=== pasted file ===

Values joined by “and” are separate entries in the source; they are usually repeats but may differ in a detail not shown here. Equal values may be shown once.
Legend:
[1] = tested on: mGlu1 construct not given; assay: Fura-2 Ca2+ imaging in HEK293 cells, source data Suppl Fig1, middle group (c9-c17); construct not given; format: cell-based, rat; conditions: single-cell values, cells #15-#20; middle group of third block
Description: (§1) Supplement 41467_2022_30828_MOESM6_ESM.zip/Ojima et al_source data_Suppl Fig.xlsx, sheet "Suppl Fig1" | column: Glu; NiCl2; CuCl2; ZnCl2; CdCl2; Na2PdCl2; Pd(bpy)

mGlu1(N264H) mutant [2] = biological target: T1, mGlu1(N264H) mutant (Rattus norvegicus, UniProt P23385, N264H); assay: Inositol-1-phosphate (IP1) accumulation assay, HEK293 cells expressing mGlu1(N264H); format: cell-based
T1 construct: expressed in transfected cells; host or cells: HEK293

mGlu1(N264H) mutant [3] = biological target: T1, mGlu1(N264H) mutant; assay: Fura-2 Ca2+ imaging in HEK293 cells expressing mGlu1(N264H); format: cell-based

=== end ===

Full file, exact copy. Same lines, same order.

Values joined by “and” are separate entries in the source; they are usually repeats but may differ in a detail not shown here. Equal values may be shown once.
Legend:
[1] = tested on: mGlu1 construct not given; assay: Fura-2 Ca2+ imaging in HEK293 cells, source data Suppl Fig1, middle group (c9-c17); construct not given; format: cell-based, rat; conditions: single-cell values, cells #15-#20; middle group of third block
Description: (§1) Supplement 41467_2022_30828_MOESM6_ESM.zip/Ojima et al_source data_Suppl Fig.xlsx, sheet "Suppl Fig1" | column: Glu; NiCl2; CuCl2; ZnCl2; CdCl2; Na2PdCl2; Pd(bpy)

mGlu1(N264H) mutant [2] = biological target: T1, mGlu1(N264H) mutant (Rattus norvegicus, UniProt P23385, N264H); assay: Inositol-1-phosphate (IP1) accumulation assay, HEK293 cells expressing mGlu1(N264H); format: cell-based
T1 construct: expressed in transfected cells; host or cells: HEK293

mGlu1(N264H) mutant [3] = biological target: T1, mGlu1(N264H) mutant; assay: Fura-2 Ca2+ imaging in HEK293 cells expressing mGlu1(N264H); format: cell-based